Regarding topical use of hyaluronic acid (HAs), it’s usually just listed on the ingredient list as hyaluronic acid. Molecular weight (MW) is not specified . From what I can glean from the medical literature, the very low MWs can a be drying because they increase water loss across the barrier layer (epidermis). They thus are drying. And conversely, the higher MW forms or “resistent” forms of HA decrease skin water loss. They are then moisturizing.
For the skin nerds among us, this is called a decrease or increase in transepidermal water loss (or TEWLs). I’ll do more research on specific products to see if I can find a way to recommend a few for skin types.
Würden Sie gerne mehr über Akne, deren Ursachen und Auswirkungen erfahren und die wohl nachhaltigste und komplett natürliche Behandlungsmethode anwenden?
Acne and HAs
In general, I can’t think of a case of acne that I’ve seen that was aggravated by HA serums. HA is better in a serum form because the concentration will be higher and there’s no oil. HAs in creams could definately aggravate acne depending on what’s in the base. Creams often have oils in the base. Since acne in women and men is very hormonal, it’s very possible that the acne outbreak had more to do with hormone shifts, or an increase in inflammatory foods, then anything in the HA serum. It can be tough to pin down the exact cause of an acne flare.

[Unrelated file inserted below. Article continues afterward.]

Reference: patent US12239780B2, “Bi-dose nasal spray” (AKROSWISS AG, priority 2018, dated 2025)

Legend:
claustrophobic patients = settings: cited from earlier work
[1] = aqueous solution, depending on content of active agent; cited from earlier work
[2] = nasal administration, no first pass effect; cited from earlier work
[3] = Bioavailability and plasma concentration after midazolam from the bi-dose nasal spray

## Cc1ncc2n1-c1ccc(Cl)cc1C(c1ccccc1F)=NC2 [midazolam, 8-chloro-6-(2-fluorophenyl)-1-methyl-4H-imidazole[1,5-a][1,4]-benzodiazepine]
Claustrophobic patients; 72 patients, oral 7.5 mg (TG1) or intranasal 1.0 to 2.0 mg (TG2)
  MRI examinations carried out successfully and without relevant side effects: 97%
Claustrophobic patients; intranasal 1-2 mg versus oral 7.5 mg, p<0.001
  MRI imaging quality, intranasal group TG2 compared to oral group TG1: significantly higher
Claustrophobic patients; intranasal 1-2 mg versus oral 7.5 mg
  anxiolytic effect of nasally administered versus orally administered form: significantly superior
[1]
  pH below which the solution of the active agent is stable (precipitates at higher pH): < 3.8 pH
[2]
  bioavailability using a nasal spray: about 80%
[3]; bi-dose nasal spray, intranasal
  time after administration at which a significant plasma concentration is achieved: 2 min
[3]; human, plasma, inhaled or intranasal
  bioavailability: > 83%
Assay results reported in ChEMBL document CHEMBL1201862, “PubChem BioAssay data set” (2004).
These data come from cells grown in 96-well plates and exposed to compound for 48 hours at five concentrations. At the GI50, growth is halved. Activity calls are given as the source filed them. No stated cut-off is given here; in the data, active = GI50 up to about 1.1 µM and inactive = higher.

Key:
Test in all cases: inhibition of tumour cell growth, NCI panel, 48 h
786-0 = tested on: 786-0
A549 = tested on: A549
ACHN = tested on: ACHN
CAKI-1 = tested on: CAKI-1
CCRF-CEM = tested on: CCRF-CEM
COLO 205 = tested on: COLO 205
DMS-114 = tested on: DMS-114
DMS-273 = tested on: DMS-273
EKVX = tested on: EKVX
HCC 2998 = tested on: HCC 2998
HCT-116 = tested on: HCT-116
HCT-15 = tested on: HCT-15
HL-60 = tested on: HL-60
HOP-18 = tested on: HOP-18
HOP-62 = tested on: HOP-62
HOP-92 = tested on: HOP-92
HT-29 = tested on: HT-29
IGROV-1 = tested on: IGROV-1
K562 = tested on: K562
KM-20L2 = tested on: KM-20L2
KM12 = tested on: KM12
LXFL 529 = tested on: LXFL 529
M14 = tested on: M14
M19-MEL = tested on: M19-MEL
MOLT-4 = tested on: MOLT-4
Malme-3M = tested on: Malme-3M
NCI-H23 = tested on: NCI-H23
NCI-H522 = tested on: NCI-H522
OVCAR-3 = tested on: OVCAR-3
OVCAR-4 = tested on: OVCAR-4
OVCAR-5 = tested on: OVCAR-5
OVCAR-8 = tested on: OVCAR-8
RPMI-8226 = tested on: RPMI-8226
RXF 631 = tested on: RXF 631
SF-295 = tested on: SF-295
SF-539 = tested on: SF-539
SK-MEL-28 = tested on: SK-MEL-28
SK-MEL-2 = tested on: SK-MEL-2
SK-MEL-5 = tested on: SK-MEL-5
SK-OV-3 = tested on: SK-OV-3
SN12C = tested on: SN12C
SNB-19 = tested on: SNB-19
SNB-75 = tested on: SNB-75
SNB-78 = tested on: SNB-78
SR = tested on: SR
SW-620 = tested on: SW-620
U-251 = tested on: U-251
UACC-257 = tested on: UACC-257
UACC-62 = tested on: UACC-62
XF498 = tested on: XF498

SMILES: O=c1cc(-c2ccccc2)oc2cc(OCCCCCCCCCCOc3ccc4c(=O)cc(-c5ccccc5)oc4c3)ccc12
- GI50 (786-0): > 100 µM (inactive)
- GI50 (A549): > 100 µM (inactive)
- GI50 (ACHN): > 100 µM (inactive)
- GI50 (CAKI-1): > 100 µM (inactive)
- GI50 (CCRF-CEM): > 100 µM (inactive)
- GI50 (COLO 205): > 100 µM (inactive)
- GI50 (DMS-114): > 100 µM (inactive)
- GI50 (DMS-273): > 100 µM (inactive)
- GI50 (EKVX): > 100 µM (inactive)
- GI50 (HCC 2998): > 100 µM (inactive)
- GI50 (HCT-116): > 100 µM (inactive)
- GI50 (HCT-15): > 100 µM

Bottom Line for HA use:
- Buy the serum, not the creams
- If you’re dry, or living in a very dry climate. Wash your face with a very gentle cleanser that doesn’t strip moisture like the Eminence Lemon Cleanser. Then apply a good serum like this one, then your moisturizer, and then your moisturizing sunscreen. Same thing at night, but you don’t need the sunscreen, and you may need to reapply sunscreen or moisturizer midday if it’s really dry.
- Look for moisturizers to go over the HA serum that have natural oils or ceramides in them.